For employees with underlying medical conditions that may put them at greater risk from Covid-19, such as heart disease, diabetes, or advanced age, employers should default to allowing them to work remotely, if possible. 

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4.

Focus on Performance Management to Maintain Productivity

“Performance management is especially crucial now with less face-to-face time,” Greenwald says. “When a manager gives workers negative feedback over a phone call or Zoom, it can feel even more toxic.” 

One solution, Greenwald says, is to have more frequent dialogues and document feedback. “If you have a termination and the former employee is suing you, as an employment lawyer I want to see that paper trail. I don’t care as much what you told them; I want to see what you’ve shown them,” he says. 

 “Being able to manage people and give them feedback and create a performance management protocol should be part of the requirement for every manager in your company,” Greenwald says. “That’s the case in non-Covid times, too, especially as remote work is here to stay.” 

Should You Use Software to Monitor Remote Employees? 

While tracking software exists to keep tabs on remote employees, Greenwald instead recommends setting clear expectations rather than monitoring people. “There are privacy issues that come into play, so technological monitoring should be done with care,” he says. “It matters who owns the equipment, because if the employer owns it, there’s less of an expectation of privacy.” 

If you opt to use monitoring software, Greenwald says, be sure to get consent in the form of an electronic media policy signed by workers. 

How Can You Support Remote Workers in Less Than Ideal Workspaces? 

It’s no secret that workers have struggled since the pandemic. Working parents have to contend with children doing virtual or distance learning during office hours. Many families don’t have the internet bandwidth to accommodate multiple Zoom meetings on multiple devices at once. And many people face countless distractions working from home. 

Greenwald advises employers to stay in touch with workers and find out what you can do to support and assist them. This could mean providing technology to help them do their job or making recommendations to create a more private workspace. It might also mean permitting them flexible hours so they can supervise children when they need it.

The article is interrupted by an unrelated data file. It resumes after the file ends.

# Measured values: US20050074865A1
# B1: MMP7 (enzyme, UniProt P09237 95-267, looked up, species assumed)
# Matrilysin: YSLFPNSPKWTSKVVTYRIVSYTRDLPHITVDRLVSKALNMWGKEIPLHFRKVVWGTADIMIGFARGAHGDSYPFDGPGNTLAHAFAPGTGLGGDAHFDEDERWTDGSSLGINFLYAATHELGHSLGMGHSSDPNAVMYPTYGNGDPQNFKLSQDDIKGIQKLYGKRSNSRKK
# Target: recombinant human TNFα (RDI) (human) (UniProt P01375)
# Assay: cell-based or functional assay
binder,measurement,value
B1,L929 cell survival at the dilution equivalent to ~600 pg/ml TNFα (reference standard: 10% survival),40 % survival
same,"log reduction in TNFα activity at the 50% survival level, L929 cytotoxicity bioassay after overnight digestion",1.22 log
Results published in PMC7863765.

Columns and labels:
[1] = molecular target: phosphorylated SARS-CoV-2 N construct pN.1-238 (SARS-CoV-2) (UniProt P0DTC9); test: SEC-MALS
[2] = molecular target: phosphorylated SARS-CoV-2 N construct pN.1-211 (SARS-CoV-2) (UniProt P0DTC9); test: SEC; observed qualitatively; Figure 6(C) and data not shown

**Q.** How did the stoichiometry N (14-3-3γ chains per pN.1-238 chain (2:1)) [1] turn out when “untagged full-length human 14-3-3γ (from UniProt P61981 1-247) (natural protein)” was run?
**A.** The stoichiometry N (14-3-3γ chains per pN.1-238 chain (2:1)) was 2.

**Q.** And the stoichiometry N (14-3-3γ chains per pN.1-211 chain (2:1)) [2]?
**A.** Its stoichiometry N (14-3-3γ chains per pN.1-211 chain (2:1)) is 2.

“Being a leader right now is harder than ever before,” Greenwald says. “Keeping your people together to work as a unified team is harder than ever before. I want you to be interactive with them. Making sure your employees are working in synch with you is crucial for productivity and to reduce employment law problems for business owners.” 

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5.

Create Remote Work Policies for Clarity and Consistency

You should also create a remote work policy that employees sign. “The policy codifies things and potentially puts you less at risk,” Greenwald says. “Plus, when things are clarified, it makes for a happier workforce.” 

Greenwald suggests certain elements to include in the policy: 

  • Privacy policies
  • Reimbursement policies
  • Timekeeping policies and reporting
  • Communication policies
  • Dress code policies for Zoom meetings

The remote work policy should also address such questions as: 

  • Who owns office equipment for remote work?
  • How can the employer guarantee safe return of equipment?

Finally, the remote work policy should remind employees, in general, that all other company policies still apply in a remote work environment. 

Greenwald also urges employers to specify that they have full discretion to set an end date on remote work, so that it doesn’t continue indefinitely if the employer feels he wants employees to return to the workplace after the pandemic. 

In all, understanding, communication, and accommodations can help this transition to a remote work economy go smoothly. 

“We need to adjust to the new reality and still remain legally compliant,” Greenwald says, noting that employers should seek legal counsel to create handbooks and policies or if they have any questions. 

This is not legal advice. For answers to your specific questions, please consult with your own lawyer or contact Joel Greenwald at www.greenwaldllp.com